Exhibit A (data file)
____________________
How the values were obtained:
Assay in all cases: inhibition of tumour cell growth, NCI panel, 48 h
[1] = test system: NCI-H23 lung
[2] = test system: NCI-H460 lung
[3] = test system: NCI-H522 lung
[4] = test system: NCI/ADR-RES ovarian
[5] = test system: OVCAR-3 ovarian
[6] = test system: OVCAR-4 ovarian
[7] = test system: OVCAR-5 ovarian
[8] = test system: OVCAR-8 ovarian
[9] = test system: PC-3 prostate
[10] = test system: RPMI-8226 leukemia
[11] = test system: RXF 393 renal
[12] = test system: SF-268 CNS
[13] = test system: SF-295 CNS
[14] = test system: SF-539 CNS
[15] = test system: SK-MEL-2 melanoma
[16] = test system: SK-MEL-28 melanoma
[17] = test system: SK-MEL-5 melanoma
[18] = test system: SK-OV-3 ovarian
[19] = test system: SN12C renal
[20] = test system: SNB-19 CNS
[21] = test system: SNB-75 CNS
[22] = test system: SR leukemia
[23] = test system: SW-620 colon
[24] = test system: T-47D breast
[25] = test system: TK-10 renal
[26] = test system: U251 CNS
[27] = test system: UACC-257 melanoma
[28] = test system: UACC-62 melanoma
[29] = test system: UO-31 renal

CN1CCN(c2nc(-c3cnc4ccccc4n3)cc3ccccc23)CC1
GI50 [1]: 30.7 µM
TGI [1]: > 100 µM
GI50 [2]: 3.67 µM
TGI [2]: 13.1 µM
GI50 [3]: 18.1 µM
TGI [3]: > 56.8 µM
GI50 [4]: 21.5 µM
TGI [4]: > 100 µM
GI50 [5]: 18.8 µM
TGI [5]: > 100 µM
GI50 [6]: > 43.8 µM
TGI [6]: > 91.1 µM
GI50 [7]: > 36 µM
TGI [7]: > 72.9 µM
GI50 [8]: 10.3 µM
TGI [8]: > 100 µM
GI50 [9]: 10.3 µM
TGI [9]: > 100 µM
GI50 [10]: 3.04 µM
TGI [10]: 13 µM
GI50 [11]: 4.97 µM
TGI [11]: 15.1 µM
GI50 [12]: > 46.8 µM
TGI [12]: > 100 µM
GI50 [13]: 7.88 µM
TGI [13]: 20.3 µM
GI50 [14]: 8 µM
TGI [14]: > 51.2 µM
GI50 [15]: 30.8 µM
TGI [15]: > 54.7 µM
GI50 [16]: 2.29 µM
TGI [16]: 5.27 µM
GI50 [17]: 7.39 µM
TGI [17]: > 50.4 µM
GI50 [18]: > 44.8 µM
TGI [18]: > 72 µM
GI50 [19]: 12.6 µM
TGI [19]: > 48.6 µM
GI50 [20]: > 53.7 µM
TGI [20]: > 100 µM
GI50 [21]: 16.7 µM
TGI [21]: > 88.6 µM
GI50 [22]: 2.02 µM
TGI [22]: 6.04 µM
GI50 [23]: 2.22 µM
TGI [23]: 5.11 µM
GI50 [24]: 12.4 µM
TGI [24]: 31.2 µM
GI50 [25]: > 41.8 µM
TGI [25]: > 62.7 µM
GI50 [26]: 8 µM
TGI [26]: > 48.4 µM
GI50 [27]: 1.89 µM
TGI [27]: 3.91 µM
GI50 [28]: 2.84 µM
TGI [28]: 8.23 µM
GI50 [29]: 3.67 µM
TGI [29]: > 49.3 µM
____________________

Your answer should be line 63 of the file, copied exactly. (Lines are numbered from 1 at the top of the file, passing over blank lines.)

GI50 [16]: 2.29 µM